View From The Middle
I'll be frank about it. I don't know where I stand on the controversy of torture. I remember when I was a teenager someone showed me an old photo of some of our own soldiers standing around in a bunker in (I guess) Korea during that conflict or maybe it was the South Pacific during World War Two and they had two enemy soldiers in front of them and they were torturing them; wielding knives and guns and illegally — and immorally — inflicting what must have been such pain on these human beings that I couldn't believe what I was seeing.
No. This couldn't have been true. Not our troops doing this to others. We were always the "good guys." Such things were done by the Nazis and the North Koreans and the Commie Chinese. The bad guys. Never by us. Well, not "never," I thought. I suppose we had to do a few underhanded things we wouldn't be too proud of if we wanted to win wars; if we wanted to win even some battles. Twisting an arm here or there, for starters, might not be considered "torture," we'd suppose, as long as you didn't twist it too far, of course; as long as you didn't break it. And, hey, if it brought out an answer from a spy about troop movements or something like that, well, then we'd guess twisting arms, and even breaking them, might have served a purpose.
And what about those who might have seen this torture and complained about it? In the military, to complain about such things has always been frowned upon, I suppose. If you have captured a high-ranking individual whom you might be able to glean particular information from that might, in the long run, save some lives, the rationale has been to "go to it" and Godspeed.
But then there is the moral part. The part that says "do unto others as you would have them do unto you." You know, The Golden Rule. The measure that marks men as civilized beings who have the gumption and the morals to do what is right.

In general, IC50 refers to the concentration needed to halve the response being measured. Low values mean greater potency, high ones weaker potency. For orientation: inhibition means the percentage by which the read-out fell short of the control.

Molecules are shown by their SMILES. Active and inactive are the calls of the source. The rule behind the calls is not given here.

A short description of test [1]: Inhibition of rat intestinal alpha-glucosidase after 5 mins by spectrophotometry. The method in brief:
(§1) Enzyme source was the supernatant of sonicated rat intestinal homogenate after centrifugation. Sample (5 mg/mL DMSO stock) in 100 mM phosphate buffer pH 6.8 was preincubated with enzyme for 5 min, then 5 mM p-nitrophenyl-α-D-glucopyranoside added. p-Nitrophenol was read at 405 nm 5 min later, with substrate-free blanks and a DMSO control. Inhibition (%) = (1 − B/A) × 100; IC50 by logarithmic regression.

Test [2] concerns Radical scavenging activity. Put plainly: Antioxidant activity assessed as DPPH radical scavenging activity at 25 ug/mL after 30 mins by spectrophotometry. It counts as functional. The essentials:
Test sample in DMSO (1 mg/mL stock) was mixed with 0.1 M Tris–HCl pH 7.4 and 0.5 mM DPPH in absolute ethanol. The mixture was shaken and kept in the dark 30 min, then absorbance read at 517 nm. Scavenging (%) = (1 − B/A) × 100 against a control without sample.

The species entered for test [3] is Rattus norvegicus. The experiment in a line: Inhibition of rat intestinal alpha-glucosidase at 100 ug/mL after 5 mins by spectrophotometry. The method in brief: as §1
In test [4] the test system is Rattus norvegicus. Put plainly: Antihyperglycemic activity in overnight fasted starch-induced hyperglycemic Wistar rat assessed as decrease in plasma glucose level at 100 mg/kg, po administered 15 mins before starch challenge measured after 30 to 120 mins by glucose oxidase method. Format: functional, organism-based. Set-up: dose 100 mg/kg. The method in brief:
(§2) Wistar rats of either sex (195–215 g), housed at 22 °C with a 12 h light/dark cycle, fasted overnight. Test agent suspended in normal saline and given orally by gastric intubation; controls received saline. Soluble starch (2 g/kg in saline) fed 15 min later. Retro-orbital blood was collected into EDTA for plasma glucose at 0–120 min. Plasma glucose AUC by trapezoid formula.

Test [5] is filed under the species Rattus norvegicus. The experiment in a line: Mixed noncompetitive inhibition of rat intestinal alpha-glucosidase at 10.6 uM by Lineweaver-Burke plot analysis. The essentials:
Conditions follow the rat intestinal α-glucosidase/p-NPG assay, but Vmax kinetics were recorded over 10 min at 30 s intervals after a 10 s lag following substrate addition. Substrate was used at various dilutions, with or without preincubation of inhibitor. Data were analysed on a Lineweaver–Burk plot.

It's the rule that, until recently in some cases, has always been a high mark of the American standard of life, love and war. We become inured to what we've heard has happened in the past "over there where the battlefields are" because we are used to it. The American way has, for the most part, been the moral way.
And then along came September 11th, 2001. And we found ourselves being attacked in the most vicious, surreptitious, unreasonable, unfathomable way! This couldn't be happening to us! These evil, evil people are attacking us BECAUSE of our way of life; BE-CAUSE of our civilized, moral thoughts; BECAUSE we are Americans — and for no other reason.
"We must do to them what they've done to us," many of us said. "We must not let them get away with the destruction of our country and the desecration of our souls."
There is much to be said about the action and reaction of President George W. Bush's administration during this period in our lives. He and Vice President Cheney took the low road, it seems, in their moral handling of the subsequent fighting; all the way through their tenure in office. (Ah, but then maybe some will call it the high road). What we do know, is that the Central Intelligence Agency took the torture road, which, apparently in some instances, worked to our advantage by having the enemy troops give us names and dates and troop movements and what-not that we needed in order to save the lives of Americans; in order to thwart further acts of terrorism.
In the year 2003, less than two years after the tragic Twin Towers attack, the CIA informed our members of congress that certain techniques were being used — and would later be used — in interrogating captured enemy soldiers. Congressional leaders are now talking about that in light of some information released recently that cites acts of torture during questioning sessions. Until now,
Continued on page 29 House Speaker Nancy Pelosi has said she didn't know about some of the "techniques," such as waterboarding (almost drowning) individuals, although some are saying she did know, at the time, and, along with other Congresspersons, accepted it as necessary and therefore productive.
Meanwhile, former Vice President Cheney is running around making public appearances and saying that the techniques used by the CIA and our military were precisely what has kept us from being attacked again as we were on 9/11/01.
Some of his tactics are making a dent, too, since President Obama has already said he doesn't want certain photos of torture activities (such as those pictures we saw from Abu Ghraib Prison) being released to the public right now, which puts the president in disagreement not only with the American Civil Liberties Union but with his Democratic friends on the left.
Yes, it's a dilemma, all right. And a controversy. And, dammit, I'm still not sure where I stand. But yes, I feel safer because of some of the things we know have been done by our own people.
I feel safer, all right. But I also feel a little bit dirtier.